On most decent sites in Northern New England, each kilowatt watt of grid-tied solar will produce ~1,270 kWh/year of electricity. On our free solar evaluation, we will use a professional solar survey tool to assess if shade or off-axis issues will affect your system performance, and present an independently verifiable production element in your system proposal consistent with NREL’s PVWatts tool.
What happens to my solar array when the power goes out?
When the grid power goes down, the grid-tied solar electric system goes down, too. This is to prevent any accidental back-feeding of solar electricity to the grid which might endanger line-workers. However, a new generation of battery backup technology is available, providing clean backup power in event of a power outage.
If I go solar, can I get rid of the utility company and go ‘off-grid’?
While the idea of cutting ties with the electric company may seem romantic, in reality, it is anything but practical except for very specific cases (generally when utility power is not available and prohibitively expensive to install). Read on for a bit more about Off-Grid Vs. Grid-Tied Solar
What types of solar panels does ReVision Energy recommend?
We use a variety of top, well-respected solar panel manufacturers depending on the application. We usually carry three options, which we call “Good,” “Better,” and “Best.” Our “Better” option is a panel by electronics manufacturer LG. All reputable solar manufacturers offer a 25-year warranty on their panels, which are expected to live roughly twice that long.
What solar electric inverter do you recommend?
ReVision Energy chooses among a variety of top manufacturers depending on the application. Currently the vast majority of systems we install use SolarEdge or Pika Energy inverter technology. All inverter companies offer at least a 10-year warranty, though the inverter is expected to last 25 years or longer.
Air Source Heat Pump FAQs
Are heat pumps effective in New England temperatures?
ASHPs used to mainly be seen in the Mid-Atlantic or Southern states, but thanks to Mitsubishi Electric’s dramatic improvements in the low-temperature performance of their extensive line of heat pumps systems, they are being rapidly adopted in the Northeast. The latest generation of heat pumps can provide heating to temps as low as -17° Fahrenheit, making them quite capable of handling most of the coldest days and nights in New England.
How do heat pumps work?
Air source heat pumps work by extracting heat from the outside air using a reverse refrigeration cycle. Very simply, heat pumps take heat from the outside air and move it inside, rather than directly heating that indoor air. In the summer, the process is again reversed and removes the heat from inside a home or business.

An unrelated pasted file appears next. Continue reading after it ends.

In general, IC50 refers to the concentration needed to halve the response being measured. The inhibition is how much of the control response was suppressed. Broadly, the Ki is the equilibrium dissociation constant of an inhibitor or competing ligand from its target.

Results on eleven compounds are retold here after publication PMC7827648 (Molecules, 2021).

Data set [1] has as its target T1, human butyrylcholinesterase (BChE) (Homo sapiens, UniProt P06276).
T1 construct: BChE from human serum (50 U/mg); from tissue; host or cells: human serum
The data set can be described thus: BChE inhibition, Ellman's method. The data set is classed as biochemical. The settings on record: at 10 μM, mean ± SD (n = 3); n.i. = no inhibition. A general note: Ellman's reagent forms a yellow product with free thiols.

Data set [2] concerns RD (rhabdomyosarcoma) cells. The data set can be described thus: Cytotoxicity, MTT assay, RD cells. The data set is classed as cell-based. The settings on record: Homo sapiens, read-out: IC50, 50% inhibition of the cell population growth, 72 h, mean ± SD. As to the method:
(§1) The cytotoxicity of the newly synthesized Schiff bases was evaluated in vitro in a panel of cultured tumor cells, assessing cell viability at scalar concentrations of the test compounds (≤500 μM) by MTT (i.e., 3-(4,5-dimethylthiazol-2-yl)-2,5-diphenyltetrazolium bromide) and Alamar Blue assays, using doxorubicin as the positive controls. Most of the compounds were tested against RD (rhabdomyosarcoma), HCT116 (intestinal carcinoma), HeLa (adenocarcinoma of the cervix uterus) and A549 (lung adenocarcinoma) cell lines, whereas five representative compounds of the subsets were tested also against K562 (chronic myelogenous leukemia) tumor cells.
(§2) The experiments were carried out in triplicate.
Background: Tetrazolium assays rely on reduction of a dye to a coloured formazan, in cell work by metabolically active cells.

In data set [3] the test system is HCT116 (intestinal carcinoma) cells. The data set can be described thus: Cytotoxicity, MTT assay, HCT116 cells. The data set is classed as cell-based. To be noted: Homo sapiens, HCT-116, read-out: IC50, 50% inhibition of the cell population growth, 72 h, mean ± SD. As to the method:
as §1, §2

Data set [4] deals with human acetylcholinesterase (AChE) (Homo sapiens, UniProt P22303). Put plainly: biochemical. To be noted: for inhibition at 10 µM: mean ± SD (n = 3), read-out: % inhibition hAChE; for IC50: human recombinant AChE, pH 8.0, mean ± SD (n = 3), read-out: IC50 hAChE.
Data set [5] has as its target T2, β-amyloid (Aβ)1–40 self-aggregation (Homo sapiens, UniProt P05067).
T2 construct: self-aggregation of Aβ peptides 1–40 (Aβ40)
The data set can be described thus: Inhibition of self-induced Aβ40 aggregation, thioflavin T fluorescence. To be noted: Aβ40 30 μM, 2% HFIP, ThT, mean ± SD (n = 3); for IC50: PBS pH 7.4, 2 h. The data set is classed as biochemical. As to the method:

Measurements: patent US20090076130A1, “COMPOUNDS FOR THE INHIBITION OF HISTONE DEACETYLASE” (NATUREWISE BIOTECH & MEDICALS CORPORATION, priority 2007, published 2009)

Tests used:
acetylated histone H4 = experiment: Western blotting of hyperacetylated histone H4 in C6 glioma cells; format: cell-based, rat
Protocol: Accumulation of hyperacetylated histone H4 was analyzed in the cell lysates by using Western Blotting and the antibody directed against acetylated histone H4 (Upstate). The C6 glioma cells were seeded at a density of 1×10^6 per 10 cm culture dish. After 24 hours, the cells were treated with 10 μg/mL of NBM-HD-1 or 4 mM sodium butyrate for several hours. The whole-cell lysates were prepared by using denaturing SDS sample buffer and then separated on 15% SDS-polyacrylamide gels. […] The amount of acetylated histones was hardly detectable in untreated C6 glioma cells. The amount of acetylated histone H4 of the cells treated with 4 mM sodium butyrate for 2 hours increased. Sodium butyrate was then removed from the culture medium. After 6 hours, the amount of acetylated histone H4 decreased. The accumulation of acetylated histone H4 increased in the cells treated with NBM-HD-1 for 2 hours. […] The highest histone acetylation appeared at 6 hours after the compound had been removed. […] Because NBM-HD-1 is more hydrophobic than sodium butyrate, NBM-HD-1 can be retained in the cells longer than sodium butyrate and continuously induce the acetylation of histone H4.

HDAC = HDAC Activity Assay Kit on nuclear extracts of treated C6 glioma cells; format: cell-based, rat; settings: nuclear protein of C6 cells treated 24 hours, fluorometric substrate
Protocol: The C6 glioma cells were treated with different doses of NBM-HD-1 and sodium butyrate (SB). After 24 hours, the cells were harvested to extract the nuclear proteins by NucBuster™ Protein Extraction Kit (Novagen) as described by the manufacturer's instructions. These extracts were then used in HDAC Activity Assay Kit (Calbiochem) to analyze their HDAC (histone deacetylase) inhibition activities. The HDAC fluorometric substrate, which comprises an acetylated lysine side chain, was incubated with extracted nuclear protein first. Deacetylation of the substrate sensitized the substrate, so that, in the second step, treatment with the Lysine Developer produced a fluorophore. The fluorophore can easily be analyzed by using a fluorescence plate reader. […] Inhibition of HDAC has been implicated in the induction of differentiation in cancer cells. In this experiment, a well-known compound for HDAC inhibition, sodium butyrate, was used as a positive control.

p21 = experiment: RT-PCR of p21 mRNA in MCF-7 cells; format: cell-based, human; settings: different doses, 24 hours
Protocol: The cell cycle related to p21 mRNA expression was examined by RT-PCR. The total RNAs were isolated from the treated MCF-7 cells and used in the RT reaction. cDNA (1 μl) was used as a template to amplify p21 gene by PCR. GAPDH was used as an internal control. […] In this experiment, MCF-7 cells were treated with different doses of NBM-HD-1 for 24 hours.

How efficient are air source heat pumps?
Heat pumps use electricity to extract heat from the outside air by reverse refrigeration, hence “air source.” They leverage the heat outside and move it into your home, rather than directly heating the indoor air. By moving heat, instead of making it, the heat pump can heat or cool a space up to 2-3x more efficiently than other electric heating/cooling equipment.
How much does it cost to operate an air source heat pumps?
In our region (New England) heat pumps operate from about 14-17 cents per kilowatt-hour, depending on your utility. That’s the equivalent of paying roughly $1.50/gallon of heating oil – an improvement versus the status quo for sure – but when you combine that heat pump with the locked-in lower rates of solar electricity, that price comes down to 9 cents per kilowatt-hour or roughly $1/gallon of heating oil. That’s an idea we can all warm up to!
What kind of heat pump does ReVision Energy recommend?
We know Mitsubishi Electric’s products inside and out and we are certain of their ability to reliably provide comfort through all of the highs and lows that New England throws their way. As a result of our expertise and experience installing their products, we are trusted Mitsubishi Elite Diamond Contractors and because of that, their heat pumps come with an industry-leading 12-year part and compressor warranty on single-family, residential installations, and a 5-year parts and 7-year compressor warranty on multi-family and commercial installations.
What is a “solar-powered heat pump”?
A solar-powered heat pump simply is an air source heat pump that is powered by the sun! Heat pumps are efficient, but the cost to run that heat pump is ultimately determined by power grid rates. By combining the low operating cost of a heat pump with the locked-in lower rates of solar electricity you have what we call a solar-powered heat pump.